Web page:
A friend asked what is meant by “spiritual awakening.” I thought, good lord, that’s like trying to explain the taste of ice cream – or why the Beatles meant so much once. I decided to see if anyone had a decent description I could borrow. I researched a whole host of descriptions of mystical experiences: Kundalini awakening, psychic break, deep meditation, LSD, psilocybin, sweat lodges, the effects of following a guru. While I found exciting tales of dips into the mystic and powerful revelations, none described what I was seeking to answer my friend’s question.
Then I found a site that just nailed it. It was Bonnie Greenwell, Ph.D.’s site, awakeningguide.com.
Her description is simple, eloquent, and blessedly void of drama: “The experience of waking up is different than mystical events, and in fact has often been said to be no experience. It is a ground-level shift that occurs right now, right here, and whether it lasts a minute or a lifetime, the Truth of who you are is known,” says Greenwell.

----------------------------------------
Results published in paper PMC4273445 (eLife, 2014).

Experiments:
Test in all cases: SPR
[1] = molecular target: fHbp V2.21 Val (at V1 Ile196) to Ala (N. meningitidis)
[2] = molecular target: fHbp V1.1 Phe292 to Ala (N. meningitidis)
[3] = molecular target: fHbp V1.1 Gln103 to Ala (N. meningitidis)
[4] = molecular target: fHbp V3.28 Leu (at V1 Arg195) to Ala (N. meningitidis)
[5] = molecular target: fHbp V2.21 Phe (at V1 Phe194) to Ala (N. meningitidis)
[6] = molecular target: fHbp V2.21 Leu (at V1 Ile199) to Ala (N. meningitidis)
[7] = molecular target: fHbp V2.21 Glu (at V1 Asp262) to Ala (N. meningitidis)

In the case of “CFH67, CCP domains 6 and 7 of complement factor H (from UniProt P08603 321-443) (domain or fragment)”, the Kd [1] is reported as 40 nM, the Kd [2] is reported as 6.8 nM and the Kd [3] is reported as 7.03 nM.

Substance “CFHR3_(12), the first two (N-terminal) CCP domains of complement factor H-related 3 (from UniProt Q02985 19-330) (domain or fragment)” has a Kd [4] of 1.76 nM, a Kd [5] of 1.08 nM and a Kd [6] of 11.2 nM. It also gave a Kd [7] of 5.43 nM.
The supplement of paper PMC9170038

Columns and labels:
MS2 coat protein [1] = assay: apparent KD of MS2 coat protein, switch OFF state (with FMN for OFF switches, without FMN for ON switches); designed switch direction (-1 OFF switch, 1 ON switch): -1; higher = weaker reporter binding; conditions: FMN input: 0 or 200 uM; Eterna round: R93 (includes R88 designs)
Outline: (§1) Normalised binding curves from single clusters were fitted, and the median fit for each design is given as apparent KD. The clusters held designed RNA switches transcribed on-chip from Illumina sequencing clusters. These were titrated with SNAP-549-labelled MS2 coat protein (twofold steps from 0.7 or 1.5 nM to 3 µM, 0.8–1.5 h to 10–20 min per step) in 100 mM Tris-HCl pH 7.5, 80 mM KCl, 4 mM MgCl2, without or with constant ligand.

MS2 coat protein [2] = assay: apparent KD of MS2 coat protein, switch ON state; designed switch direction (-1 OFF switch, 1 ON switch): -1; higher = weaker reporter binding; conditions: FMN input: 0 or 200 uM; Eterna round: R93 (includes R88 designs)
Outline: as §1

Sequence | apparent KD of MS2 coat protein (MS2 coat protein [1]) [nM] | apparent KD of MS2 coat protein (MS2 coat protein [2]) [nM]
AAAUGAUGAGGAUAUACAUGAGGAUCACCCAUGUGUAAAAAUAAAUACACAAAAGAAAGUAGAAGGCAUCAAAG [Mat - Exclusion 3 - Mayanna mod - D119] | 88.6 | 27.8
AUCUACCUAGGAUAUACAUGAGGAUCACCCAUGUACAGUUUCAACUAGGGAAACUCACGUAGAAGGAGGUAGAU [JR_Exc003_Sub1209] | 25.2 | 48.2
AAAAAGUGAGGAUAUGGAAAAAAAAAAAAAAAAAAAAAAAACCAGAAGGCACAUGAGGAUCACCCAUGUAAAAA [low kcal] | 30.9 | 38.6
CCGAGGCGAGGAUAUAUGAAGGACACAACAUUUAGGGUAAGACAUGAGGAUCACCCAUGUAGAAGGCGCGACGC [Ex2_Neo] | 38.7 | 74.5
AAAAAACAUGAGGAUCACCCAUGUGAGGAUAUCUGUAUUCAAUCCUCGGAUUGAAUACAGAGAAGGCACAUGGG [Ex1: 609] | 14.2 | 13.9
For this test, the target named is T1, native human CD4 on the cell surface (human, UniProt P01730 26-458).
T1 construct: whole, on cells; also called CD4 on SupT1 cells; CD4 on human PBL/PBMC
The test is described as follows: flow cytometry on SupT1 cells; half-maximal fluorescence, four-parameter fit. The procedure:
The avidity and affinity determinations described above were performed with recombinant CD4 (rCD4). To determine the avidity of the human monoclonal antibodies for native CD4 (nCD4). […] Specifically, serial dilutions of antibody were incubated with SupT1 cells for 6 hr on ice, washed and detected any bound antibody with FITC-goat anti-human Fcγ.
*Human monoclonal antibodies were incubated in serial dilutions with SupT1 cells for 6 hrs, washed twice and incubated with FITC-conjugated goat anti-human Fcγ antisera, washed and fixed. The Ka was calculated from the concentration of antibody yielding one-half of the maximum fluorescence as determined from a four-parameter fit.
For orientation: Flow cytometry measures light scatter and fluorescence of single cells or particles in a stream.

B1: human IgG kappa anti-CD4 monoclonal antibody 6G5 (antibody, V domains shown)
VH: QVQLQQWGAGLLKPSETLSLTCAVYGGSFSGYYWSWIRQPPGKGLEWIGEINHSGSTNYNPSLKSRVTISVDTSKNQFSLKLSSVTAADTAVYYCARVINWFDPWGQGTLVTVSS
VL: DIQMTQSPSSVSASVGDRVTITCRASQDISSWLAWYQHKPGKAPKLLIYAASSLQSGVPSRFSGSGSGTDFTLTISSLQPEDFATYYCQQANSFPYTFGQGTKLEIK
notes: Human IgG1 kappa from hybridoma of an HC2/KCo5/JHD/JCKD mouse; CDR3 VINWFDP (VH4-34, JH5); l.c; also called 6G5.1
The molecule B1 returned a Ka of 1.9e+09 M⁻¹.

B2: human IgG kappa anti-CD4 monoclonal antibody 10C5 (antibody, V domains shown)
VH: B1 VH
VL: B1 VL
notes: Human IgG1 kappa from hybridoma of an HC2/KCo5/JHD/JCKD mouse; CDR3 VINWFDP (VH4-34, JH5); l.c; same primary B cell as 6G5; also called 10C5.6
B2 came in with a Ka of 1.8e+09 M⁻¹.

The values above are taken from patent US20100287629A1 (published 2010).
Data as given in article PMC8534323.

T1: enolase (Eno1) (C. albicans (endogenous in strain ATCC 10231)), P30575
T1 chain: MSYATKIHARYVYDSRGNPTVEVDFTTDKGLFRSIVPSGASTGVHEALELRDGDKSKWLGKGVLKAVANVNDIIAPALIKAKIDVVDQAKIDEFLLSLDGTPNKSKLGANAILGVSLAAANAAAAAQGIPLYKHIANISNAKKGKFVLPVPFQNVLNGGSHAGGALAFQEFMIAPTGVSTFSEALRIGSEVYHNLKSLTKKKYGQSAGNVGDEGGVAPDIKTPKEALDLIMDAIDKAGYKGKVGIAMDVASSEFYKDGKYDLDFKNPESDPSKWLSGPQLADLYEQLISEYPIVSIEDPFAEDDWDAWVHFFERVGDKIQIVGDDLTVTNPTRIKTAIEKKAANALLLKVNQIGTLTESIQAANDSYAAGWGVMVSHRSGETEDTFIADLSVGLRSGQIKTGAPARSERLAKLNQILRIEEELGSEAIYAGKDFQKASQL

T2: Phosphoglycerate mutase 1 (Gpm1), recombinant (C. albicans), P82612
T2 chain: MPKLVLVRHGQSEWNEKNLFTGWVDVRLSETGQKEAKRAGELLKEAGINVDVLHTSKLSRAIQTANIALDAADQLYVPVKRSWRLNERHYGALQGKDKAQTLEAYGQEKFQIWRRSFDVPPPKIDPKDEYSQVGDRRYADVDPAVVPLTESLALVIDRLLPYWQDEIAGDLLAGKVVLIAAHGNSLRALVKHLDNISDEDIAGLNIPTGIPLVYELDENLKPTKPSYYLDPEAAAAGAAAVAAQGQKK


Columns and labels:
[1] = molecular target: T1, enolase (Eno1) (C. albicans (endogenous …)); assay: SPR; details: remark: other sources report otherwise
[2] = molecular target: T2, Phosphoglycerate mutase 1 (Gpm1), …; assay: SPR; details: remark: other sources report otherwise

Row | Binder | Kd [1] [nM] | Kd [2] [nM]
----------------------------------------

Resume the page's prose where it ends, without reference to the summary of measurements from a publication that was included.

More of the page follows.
She continues with her clear description of a spiritual shift: “Waking up is what happens in response to the question ‘Who is having these experiences?’ and searching neither thought nor emotion to find an answer. It is not the process of having an experience, however ecstatic and profoundly mystical it may be,” says Greenwell. “It is the understanding of that which has an experience, or that which lives through us and is eternally present through all time and experience. To wake up we have to give up the idea that we are a personal identity who is seeking experiences, and begin to wonder what is really true underneath and behind all experiences that humans live.”
She also well describes the absence of effort involved in awakening: “When there is no longer any struggle, because all that is left of the little ‘me’ is a slight memory and flavor, and perhaps a few insignificant preferences that can easily be put aside, the spiritual journey is over.”
Thanks you, Dr. Greenwell.